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Патент USA US2118033

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2,1l8,033
, Patented May 24, 1938
UNITED’ STATES PATENT OFFICE
2,118,033
ARYL MERCURY SALTS 0F ALIPHATIO
POLYCARBOXYLIC ACIDS
Carl N. Andersen, Wellesley Hills, Mass, assignor
to Lever Brothers Company, a corporation of
Maine
No Drawing. Application September 12, 1936,
Serial No. 100,467
11 Claims.
The present invention relates to the produc
tion of certain new aryl mercury salts of polybasic
aliphatic carboxylic acids.
It is an object of my invention to produce new
5 organic mercury compounds useful as germicides
- and for other therapeutic purposes.
I have discovered that when one or more of
the acidic hydrogen atoms of a polybasic acid
of the aliphatic type are replaced by the essen
10 tial radical of certain aromatic mercury com
pounds, compounds are produced which have
extraordinarily high potency as antiseptics and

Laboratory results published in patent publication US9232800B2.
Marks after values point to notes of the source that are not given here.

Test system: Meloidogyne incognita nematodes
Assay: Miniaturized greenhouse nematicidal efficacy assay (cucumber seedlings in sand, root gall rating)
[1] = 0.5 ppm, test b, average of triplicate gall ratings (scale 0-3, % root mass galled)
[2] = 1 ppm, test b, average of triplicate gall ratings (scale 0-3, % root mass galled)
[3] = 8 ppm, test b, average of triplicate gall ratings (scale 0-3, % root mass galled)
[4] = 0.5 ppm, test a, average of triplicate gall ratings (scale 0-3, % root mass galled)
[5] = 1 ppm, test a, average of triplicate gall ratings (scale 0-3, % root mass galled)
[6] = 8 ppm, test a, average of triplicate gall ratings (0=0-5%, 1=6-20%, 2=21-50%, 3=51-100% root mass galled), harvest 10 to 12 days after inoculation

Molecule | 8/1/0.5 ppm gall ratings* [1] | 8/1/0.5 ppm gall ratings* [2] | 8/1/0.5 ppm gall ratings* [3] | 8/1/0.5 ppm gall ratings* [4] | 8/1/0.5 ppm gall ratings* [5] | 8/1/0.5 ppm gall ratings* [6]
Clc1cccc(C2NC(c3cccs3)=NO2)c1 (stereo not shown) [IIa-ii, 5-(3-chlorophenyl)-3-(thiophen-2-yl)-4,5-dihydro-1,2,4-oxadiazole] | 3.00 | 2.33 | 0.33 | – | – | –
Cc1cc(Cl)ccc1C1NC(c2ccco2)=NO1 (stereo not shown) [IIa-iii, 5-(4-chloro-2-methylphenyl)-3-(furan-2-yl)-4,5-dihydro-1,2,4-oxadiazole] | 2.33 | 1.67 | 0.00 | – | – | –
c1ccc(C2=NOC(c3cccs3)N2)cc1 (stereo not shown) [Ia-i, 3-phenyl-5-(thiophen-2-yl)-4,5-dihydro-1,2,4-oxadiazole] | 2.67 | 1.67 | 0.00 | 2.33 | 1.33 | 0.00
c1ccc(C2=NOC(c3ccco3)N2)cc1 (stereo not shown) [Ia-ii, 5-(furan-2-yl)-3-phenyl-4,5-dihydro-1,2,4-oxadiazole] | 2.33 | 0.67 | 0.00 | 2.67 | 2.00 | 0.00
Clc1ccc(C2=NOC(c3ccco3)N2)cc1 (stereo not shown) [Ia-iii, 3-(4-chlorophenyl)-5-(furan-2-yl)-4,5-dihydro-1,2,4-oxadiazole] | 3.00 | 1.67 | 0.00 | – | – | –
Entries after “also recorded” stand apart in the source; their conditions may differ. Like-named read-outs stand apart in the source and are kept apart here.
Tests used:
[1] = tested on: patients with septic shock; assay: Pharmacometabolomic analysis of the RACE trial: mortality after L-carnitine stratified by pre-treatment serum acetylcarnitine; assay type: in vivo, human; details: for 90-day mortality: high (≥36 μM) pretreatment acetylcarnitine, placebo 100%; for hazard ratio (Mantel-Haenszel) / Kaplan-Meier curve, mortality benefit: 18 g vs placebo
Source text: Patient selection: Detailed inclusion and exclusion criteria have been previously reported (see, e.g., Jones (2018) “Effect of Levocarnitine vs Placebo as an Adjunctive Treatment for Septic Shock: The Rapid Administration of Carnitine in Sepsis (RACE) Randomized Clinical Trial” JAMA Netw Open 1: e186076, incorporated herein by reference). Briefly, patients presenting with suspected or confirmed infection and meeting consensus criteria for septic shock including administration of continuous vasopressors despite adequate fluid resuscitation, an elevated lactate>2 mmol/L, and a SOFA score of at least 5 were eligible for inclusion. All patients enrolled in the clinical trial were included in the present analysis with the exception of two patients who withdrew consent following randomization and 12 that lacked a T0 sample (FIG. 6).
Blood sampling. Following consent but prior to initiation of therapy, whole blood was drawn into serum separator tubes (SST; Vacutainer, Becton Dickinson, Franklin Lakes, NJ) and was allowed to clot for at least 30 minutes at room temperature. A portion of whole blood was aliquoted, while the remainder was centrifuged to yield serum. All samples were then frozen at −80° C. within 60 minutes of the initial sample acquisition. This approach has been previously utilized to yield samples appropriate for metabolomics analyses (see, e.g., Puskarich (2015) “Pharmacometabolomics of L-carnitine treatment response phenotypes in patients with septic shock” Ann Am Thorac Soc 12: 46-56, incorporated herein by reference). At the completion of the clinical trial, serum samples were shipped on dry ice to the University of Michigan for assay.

germicides and at the same time are character
ized by relatively low toxicity and other desir
15 able properties. Organic mercury salts have been
prepared from a su?iciently representative num
ber of the polybasic acids to indicate that all
of the acids of this group can be employed to
produce such compounds, and that the com
20 pounds so prepared have, in greater or lesser
but always in relatively high degree, desirable
antiseptic and germicidal properties.
The compounds constituting the subject mat
ter of the present invention may be described as
2 UT
30
having the general formula (RI-lg) 3:.R1 in which
R represents an aromatic structure, to the car
bon atom of which the mercury is directly at
tached; in which R1 represents a polybasic ali
phatic acid radical or an acid salt or ester there
of, which radical is linked to the RHg group
or groups through the replacement of an acidic
hydrogen atom or atoms; and in which in rep
resents a number of RHg groups attached to
the acid radical. While the words “group” or
“groups” are used hereinafter they must be in